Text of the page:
20-year-old law has given disabled access to America

"There's the cutout," Amelia says, pushing toward the low spot in the sidewalk designed to accommodate her wheelchair. In a moment she's propelled herself from the parking lot to the front door of the restaurant.

In a flash she leaves her old man hustling to catch up.

It seems like a little thing, that cutout, but for a young person in a wheelchair a 10-inch-high sidewalk might as well be a 10-foot wall. That cutout means the difference between easily crossing the street or entering a business and being forced to jump the curb or ask for help.

I've been thinking about that small symbol a lot this past week, which marked the 20th anniversary of the Americans with Disabilities Act. As the parent of a daughter who uses a wheelchair to get around, it's hard to imagine what daily life was like before President George H.W. Bush signed the landmark bill into law over a roar of protest from the nation's business community.

Critics of the ADA find easy anecdotal fodder in lawsuits where judges and juries have ruled in favor of narcoleptic police dispatchers and against miniature golf course operators. The stories are juicy, but fail to illustrate the greater truth that this nation is a more inclusive place for all its citizens today because of the ADA.

We're not talking about a select group. Depending on your source, from 25 million to 40 million Americans are physically disabled. While the ADA has provided a rich hunting ground for litigators, it has positively affected the lives of many Americans.

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In 1970, John Chambers lost his ability to walk after being diagnosed with a virus commonly called valley fever. He was forced to use a wheelchair back in the dark ages of American disability.

He jumped a lot of curbs and took countless spills. City streets were obstacle courses for wheelchair users, who fought for every inch of access to public places.

A lot has changed since then: His wheelchair, for one.

"My first wheelchair weighed 60 pounds and was made of steel," Chambers says.

Modern wheelchairs are made of lightweight alloys and commonly weigh about 20 pounds.

The law changed, too. The ADA redefined the lives of millions along with the public's perception of the disabled. Chambers, who helped create the Adaptive Recreation Division for the city of Las Vegas in 1990, will always be grateful for those changes.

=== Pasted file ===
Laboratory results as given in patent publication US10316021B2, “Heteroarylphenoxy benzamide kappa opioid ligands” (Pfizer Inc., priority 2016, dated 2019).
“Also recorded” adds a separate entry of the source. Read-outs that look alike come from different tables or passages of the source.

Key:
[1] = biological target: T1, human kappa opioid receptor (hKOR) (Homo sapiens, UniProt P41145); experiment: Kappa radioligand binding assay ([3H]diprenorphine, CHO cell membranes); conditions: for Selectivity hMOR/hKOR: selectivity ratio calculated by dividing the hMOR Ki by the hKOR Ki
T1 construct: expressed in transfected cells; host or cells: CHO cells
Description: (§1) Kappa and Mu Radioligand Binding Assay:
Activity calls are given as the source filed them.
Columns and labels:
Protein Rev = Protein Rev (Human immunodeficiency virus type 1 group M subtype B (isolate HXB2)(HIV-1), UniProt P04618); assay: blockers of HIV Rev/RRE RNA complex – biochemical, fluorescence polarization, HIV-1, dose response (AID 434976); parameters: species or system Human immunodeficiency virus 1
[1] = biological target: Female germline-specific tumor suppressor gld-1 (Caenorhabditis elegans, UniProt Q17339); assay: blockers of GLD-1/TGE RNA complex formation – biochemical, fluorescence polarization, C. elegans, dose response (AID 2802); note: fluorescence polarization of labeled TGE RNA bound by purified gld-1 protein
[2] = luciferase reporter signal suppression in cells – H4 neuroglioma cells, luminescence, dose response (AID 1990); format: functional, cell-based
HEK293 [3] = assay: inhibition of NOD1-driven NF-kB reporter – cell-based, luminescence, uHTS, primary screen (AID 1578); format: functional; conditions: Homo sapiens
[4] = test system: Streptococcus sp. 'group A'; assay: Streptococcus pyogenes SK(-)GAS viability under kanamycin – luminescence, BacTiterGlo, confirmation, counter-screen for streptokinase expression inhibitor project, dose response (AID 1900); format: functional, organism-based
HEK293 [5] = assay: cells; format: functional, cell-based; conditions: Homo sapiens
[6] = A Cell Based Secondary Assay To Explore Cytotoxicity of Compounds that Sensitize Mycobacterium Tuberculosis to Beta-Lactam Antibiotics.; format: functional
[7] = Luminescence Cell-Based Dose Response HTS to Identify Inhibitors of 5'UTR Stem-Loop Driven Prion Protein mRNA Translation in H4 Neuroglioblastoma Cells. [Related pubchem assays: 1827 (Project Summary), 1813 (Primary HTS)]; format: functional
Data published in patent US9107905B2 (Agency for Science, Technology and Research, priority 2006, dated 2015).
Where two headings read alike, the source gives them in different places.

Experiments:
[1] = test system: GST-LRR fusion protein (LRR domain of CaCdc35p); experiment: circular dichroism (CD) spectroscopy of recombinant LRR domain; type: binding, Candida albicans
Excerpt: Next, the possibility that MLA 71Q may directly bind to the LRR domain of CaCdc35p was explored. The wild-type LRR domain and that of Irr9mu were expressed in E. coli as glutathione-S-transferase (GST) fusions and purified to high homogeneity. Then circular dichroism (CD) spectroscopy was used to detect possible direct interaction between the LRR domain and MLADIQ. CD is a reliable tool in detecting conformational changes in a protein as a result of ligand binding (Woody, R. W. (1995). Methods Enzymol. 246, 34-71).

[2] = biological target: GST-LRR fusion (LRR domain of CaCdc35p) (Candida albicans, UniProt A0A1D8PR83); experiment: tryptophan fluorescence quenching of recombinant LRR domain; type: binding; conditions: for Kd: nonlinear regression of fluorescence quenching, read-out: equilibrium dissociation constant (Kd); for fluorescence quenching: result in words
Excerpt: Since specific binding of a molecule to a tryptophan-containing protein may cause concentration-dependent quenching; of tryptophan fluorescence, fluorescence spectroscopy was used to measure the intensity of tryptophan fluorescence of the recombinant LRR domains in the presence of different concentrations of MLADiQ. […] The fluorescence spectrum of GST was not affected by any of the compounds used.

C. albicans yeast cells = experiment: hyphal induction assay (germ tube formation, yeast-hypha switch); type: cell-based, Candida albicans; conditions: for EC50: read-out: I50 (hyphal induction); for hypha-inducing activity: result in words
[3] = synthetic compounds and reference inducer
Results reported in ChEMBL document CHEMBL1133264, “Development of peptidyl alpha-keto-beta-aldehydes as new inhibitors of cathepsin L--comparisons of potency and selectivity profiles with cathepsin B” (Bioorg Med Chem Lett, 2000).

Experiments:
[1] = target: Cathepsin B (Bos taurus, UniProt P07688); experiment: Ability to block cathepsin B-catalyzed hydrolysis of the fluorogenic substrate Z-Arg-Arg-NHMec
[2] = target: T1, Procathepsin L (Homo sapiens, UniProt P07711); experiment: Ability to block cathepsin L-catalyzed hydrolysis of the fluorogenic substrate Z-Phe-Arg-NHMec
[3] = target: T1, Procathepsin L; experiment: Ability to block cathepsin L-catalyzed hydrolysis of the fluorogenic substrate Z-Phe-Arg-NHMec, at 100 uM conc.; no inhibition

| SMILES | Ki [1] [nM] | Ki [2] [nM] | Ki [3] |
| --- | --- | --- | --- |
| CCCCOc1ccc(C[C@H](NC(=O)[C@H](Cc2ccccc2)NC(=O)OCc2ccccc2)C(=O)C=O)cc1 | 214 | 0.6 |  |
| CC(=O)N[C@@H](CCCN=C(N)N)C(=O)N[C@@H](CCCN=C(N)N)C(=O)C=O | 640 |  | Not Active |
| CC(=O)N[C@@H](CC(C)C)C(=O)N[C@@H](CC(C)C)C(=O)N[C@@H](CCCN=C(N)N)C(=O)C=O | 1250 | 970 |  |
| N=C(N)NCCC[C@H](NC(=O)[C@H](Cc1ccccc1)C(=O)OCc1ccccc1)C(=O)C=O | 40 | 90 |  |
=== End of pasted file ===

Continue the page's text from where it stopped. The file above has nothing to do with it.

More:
"For 20 years I didn't have any civil rights," Chambers says. "I never could understand why it wasn't included in the Civil Rights Act of 1964. It just didn't make any sense. But then a lot of things didn't make any sense back then."

Chambers will never forget the first time he voted. He was forced to fill out an absentee ballot because his polling place wasn't wheelchair accessible.

Imagine renting a motel room only to find you must crawl to use the bathroom and can't adjust the shower. You'd be insulted. Before the ADA such indignities were commonplace.

Now 56, Chambers reminds me we take for granted businesses will be disabled-accessible and restaurants and bars will provide bathroom accommodations for wheelchair users. Before the ADA, the disabled dared not venture far from home.

"The greatest change is access," Chambers says. "When I travel, I don't have to worry about going to a town where I won't be able to get into a bathroom."

An avid sportsman, Chambers remembers when his mere presence on the golf course was a play-stopping novelty.

"Fifteen years ago, every time I'd hit a golf shot I'd have a gallery," he says. "Now it's accepted."

Time doesn't sit still. Thanks to the ADA, neither do America's disabled.

In a nation that cherishes freedom, equal access makes everyone more free.

John L. Smith's column appears Sunday, Tuesday, Wednesday and Friday. E-mail him at Smith@reviewjournal.com or call 702-383-0295. He also blogs at lvrj.com/blogs/smith.